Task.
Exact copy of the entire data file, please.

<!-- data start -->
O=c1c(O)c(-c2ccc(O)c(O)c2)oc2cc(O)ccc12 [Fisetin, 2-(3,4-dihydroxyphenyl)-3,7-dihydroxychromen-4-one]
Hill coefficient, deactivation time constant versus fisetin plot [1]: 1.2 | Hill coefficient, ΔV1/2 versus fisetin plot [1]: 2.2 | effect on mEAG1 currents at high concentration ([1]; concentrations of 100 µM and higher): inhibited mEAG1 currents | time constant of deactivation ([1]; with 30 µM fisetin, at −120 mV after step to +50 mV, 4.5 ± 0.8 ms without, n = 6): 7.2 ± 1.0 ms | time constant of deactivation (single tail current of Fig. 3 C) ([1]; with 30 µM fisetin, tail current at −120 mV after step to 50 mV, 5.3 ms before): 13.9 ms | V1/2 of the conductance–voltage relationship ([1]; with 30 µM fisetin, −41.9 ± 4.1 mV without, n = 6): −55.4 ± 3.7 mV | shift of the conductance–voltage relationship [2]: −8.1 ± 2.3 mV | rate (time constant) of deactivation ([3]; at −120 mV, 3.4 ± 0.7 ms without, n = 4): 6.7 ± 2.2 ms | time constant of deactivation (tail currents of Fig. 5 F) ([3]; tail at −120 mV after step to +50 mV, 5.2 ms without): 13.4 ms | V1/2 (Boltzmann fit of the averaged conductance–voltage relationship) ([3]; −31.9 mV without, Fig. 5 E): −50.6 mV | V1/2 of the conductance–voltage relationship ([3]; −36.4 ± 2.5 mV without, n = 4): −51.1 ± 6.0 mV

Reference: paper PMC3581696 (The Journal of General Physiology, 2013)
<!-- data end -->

O=c1c(O)c(-c2ccc(O)c(O)c2)oc2cc(O)ccc12 [Fisetin, 2-(3,4-dihydroxyphenyl)-3,7-dihydroxychromen-4-one]
Hill coefficient, deactivation time constant versus fisetin plot [1]: 1.2 | Hill coefficient, ΔV1/2 versus fisetin plot [1]: 2.2 | effect on mEAG1 currents at high concentration ([1]; concentrations of 100 µM and higher): inhibited mEAG1 currents | time constant of deactivation ([1]; with 30 µM fisetin, at −120 mV after step to +50 mV, 4.5 ± 0.8 ms without, n = 6): 7.2 ± 1.0 ms | time constant of deactivation (single tail current of Fig. 3 C) ([1]; with 30 µM fisetin, tail current at −120 mV after step to 50 mV, 5.3 ms before): 13.9 ms | V1/2 of the conductance–voltage relationship ([1]; with 30 µM fisetin, −41.9 ± 4.1 mV without, n = 6): −55.4 ± 3.7 mV | shift of the conductance–voltage relationship [2]: −8.1 ± 2.3 mV | rate (time constant) of deactivation ([3]; at −120 mV, 3.4 ± 0.7 ms without, n = 4): 6.7 ± 2.2 ms | time constant of deactivation (tail currents of Fig. 5 F) ([3]; tail at −120 mV after step to +50 mV, 5.2 ms without): 13.4 ms | V1/2 (Boltzmann fit of the averaged conductance–voltage relationship) ([3]; −31.9 mV without, Fig. 5 E): −50.6 mV | V1/2 of the conductance–voltage relationship ([3]; −36.4 ± 2.5 mV without, n = 4): −51.1 ± 6.0 mV

Reference: paper PMC3581696 (The Journal of General Physiology, 2013)